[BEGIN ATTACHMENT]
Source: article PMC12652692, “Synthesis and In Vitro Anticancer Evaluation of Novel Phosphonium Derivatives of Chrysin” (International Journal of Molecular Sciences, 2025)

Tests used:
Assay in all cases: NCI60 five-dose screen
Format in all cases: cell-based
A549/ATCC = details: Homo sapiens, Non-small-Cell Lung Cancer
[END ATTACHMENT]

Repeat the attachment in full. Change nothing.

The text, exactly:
Source: article PMC12652692, “Synthesis and In Vitro Anticancer Evaluation of Novel Phosphonium Derivatives of Chrysin” (International Journal of Molecular Sciences, 2025)

Tests used:
Assay in all cases: NCI60 five-dose screen
Format in all cases: cell-based
A549/ATCC = details: Homo sapiens, Non-small-Cell Lung Cancer